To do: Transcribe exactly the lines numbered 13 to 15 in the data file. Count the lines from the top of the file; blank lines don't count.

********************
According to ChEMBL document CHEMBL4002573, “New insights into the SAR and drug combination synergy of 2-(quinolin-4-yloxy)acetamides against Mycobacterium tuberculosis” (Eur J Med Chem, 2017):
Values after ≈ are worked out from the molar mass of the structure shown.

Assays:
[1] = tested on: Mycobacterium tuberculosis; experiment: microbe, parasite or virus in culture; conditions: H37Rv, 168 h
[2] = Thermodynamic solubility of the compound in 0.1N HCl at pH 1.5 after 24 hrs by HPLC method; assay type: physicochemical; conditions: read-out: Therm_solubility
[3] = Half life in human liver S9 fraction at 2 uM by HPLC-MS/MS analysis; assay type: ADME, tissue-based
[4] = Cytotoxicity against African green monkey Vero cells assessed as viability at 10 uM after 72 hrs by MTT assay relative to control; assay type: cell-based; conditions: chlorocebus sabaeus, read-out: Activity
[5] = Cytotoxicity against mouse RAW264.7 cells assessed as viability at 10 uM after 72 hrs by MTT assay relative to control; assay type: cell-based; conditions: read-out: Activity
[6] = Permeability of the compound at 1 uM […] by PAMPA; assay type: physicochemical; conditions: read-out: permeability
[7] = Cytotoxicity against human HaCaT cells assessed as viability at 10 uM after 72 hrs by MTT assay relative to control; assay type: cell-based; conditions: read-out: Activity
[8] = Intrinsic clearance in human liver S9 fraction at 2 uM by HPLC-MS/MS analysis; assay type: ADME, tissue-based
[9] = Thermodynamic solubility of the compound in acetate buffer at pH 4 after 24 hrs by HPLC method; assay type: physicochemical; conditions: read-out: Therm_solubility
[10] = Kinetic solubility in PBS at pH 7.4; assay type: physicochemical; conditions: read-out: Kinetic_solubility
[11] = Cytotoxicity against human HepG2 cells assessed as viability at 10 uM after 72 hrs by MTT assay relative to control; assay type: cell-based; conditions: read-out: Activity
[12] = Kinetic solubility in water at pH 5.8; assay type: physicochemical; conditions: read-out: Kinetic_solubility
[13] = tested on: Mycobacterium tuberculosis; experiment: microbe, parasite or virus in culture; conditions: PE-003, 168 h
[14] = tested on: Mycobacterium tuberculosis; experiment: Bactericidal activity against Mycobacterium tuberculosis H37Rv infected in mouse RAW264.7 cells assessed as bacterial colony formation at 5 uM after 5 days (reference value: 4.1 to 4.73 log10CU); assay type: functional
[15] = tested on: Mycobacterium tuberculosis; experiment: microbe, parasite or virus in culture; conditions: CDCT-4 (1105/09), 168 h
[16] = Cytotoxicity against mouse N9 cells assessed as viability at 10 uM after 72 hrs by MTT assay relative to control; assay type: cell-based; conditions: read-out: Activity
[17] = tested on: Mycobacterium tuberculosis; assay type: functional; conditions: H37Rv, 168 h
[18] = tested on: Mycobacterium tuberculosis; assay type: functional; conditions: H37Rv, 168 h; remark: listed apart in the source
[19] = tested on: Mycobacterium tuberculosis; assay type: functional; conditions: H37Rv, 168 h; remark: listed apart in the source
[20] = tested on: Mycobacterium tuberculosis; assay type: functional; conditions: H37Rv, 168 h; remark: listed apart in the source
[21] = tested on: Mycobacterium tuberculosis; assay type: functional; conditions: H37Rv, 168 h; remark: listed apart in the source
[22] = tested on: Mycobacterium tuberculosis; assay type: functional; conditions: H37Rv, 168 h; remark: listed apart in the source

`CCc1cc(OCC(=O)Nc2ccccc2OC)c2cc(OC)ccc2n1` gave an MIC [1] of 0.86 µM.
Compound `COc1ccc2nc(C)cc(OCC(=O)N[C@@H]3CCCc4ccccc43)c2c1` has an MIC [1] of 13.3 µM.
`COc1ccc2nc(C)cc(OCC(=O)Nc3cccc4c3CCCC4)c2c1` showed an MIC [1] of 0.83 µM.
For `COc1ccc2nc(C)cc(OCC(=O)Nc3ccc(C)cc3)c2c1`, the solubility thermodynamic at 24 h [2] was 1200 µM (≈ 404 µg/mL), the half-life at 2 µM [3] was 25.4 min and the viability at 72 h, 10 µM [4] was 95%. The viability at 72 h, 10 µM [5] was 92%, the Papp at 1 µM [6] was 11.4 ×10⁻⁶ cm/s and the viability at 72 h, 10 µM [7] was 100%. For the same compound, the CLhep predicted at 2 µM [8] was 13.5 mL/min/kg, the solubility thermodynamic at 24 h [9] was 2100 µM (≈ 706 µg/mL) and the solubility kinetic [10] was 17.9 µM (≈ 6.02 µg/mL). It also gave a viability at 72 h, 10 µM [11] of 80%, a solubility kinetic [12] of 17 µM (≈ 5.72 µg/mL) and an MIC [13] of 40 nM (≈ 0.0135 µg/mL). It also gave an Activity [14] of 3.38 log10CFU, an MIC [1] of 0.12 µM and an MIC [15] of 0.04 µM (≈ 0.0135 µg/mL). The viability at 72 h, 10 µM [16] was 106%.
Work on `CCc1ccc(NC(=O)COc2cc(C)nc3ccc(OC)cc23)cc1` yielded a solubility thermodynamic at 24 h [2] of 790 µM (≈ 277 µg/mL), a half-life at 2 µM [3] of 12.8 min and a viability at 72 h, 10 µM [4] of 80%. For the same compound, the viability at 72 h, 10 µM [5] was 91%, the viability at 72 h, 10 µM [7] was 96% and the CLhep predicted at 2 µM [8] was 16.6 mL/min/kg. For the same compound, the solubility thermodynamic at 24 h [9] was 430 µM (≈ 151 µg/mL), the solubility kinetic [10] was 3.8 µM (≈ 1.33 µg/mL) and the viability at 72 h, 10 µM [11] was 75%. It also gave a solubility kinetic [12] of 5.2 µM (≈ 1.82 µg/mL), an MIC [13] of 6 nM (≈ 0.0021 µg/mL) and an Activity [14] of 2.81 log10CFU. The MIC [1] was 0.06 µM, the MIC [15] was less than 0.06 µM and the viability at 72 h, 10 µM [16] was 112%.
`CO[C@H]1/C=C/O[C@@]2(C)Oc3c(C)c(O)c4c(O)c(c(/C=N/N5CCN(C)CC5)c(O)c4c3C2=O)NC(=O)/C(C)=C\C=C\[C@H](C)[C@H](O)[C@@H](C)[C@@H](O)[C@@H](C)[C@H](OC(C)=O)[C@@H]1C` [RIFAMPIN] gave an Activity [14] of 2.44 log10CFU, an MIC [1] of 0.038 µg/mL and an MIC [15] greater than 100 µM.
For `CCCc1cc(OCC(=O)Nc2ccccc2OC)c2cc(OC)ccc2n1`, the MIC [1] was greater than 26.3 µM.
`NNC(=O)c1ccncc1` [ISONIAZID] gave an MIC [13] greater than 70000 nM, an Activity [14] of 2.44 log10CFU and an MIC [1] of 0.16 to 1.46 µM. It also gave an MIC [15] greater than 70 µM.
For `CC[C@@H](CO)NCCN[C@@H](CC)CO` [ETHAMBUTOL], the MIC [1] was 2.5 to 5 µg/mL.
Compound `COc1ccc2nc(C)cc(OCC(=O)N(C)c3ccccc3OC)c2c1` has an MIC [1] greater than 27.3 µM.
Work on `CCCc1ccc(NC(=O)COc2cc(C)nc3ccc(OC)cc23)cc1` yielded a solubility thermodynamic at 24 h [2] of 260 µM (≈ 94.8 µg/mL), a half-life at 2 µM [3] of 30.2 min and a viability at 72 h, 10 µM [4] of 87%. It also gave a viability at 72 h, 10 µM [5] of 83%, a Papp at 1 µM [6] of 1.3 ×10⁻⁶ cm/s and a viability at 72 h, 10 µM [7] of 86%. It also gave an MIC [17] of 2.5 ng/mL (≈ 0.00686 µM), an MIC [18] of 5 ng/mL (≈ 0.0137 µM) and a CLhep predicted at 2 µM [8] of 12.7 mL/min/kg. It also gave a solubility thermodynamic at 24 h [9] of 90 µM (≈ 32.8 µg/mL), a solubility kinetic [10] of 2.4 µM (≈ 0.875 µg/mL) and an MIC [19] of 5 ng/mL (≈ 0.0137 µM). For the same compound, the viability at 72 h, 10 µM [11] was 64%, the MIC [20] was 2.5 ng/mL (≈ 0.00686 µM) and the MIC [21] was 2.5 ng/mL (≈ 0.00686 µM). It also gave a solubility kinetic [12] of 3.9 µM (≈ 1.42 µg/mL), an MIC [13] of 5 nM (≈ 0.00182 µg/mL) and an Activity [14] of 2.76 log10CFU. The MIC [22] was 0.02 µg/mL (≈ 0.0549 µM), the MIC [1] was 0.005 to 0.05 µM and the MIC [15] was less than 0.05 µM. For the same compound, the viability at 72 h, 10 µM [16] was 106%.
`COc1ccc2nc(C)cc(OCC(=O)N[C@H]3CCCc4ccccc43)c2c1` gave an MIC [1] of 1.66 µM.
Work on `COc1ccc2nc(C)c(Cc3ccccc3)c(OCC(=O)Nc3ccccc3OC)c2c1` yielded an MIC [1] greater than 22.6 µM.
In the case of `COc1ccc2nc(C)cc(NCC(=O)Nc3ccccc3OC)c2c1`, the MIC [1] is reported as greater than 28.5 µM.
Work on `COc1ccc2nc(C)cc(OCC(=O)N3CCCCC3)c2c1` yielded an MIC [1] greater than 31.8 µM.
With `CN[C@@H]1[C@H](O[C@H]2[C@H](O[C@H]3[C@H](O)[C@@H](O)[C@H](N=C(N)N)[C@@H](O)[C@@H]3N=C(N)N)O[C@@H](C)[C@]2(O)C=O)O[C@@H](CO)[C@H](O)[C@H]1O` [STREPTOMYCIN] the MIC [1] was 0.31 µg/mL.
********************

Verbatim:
[10] = Kinetic solubility in PBS at pH 7.4; assay type: physicochemical; conditions: read-out: Kinetic_solubility
[11] = Cytotoxicity against human HepG2 cells assessed as viability at 10 uM after 72 hrs by MTT assay relative to control; assay type: cell-based; conditions: read-out: Activity
[12] = Kinetic solubility in water at pH 5.8; assay type: physicochemical; conditions: read-out: Kinetic_solubility